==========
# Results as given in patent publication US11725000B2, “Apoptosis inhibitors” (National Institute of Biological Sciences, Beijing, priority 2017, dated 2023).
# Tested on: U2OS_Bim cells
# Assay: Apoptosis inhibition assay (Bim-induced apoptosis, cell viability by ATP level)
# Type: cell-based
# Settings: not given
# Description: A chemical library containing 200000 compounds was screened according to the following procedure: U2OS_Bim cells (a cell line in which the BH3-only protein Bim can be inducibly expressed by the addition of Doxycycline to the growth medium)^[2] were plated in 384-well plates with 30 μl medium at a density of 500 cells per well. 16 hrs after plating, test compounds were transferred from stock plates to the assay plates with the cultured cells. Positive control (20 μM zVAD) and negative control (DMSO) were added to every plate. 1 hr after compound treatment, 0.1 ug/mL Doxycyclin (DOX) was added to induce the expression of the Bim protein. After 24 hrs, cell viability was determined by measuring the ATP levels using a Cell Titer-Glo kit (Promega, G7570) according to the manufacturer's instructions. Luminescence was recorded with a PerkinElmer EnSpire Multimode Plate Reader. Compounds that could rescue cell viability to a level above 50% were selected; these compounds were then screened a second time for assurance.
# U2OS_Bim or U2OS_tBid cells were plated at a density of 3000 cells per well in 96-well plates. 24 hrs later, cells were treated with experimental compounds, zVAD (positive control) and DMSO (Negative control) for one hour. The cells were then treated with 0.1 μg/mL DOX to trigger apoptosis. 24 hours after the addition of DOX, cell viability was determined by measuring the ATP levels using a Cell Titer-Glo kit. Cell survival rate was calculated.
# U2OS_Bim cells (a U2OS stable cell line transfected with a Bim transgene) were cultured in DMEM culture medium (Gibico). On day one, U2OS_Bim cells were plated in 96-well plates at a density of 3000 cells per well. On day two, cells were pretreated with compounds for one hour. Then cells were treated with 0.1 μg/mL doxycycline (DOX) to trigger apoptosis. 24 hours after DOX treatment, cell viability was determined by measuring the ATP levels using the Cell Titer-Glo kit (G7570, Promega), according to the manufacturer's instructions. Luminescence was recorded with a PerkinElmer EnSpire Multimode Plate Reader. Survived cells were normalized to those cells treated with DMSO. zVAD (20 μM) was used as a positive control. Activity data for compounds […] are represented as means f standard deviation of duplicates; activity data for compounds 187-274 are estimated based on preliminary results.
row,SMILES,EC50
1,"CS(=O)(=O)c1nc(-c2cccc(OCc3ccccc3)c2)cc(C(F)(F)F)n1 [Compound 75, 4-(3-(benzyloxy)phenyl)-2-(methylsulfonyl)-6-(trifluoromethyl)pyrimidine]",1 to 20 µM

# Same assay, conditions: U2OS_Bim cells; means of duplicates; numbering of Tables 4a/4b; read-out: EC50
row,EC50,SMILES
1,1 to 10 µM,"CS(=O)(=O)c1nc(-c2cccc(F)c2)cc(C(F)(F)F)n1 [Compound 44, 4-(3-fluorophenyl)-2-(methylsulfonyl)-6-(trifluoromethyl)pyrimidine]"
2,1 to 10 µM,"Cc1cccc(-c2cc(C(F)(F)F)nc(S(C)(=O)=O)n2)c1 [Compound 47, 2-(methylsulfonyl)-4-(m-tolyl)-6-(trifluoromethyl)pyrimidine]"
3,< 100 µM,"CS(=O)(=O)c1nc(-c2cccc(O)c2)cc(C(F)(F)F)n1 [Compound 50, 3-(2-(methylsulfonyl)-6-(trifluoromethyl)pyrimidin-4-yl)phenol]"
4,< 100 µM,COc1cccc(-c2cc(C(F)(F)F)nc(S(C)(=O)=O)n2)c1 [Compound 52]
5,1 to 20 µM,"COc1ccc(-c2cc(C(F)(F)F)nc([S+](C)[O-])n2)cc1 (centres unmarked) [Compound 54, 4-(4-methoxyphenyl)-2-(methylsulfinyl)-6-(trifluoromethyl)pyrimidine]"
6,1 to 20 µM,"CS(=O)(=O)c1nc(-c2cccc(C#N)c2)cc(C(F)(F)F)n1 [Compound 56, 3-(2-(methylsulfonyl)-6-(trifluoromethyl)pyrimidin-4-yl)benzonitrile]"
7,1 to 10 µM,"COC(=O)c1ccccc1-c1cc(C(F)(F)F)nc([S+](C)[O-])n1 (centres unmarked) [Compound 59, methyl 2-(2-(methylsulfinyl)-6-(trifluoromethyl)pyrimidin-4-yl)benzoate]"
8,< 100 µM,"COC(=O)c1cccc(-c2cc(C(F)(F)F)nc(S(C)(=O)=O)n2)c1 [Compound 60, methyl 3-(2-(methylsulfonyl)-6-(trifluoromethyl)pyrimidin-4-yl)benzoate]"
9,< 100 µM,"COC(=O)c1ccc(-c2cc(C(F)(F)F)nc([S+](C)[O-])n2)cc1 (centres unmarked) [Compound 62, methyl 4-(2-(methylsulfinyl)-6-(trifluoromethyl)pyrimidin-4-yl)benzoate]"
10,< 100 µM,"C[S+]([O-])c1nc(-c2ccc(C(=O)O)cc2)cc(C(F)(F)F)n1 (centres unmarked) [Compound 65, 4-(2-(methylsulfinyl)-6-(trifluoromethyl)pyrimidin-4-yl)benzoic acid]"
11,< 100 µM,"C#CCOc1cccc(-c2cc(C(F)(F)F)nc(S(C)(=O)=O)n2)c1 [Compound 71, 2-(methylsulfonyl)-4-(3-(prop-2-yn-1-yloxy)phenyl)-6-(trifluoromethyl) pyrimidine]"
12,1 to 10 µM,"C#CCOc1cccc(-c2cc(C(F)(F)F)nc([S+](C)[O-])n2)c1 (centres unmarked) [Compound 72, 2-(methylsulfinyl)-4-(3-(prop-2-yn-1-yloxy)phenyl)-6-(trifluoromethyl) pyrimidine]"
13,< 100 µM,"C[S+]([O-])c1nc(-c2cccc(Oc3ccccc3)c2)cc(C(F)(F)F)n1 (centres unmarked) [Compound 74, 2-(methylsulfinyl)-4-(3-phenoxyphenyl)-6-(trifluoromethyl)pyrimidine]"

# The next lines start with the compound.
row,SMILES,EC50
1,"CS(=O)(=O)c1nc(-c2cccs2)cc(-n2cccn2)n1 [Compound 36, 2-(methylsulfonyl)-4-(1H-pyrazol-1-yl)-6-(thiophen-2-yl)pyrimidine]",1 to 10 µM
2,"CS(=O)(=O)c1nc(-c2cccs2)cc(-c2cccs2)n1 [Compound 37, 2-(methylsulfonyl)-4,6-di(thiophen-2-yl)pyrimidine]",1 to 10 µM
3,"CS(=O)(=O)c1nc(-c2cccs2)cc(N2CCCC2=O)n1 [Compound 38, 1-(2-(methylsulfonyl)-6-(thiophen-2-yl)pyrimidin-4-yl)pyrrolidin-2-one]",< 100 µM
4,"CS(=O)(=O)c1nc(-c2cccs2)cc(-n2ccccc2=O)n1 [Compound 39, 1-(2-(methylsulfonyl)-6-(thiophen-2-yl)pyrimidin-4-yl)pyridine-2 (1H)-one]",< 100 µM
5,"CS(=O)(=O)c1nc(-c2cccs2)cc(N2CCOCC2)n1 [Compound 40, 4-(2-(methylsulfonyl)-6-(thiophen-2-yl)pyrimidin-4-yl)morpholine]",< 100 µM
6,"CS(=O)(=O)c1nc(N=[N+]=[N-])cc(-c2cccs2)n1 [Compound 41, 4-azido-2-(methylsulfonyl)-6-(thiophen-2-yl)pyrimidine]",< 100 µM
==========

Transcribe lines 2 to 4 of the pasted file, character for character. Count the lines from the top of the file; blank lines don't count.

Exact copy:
# Tested on: U2OS_Bim cells
# Assay: Apoptosis inhibition assay (Bim-induced apoptosis, cell viability by ATP level)
# Type: cell-based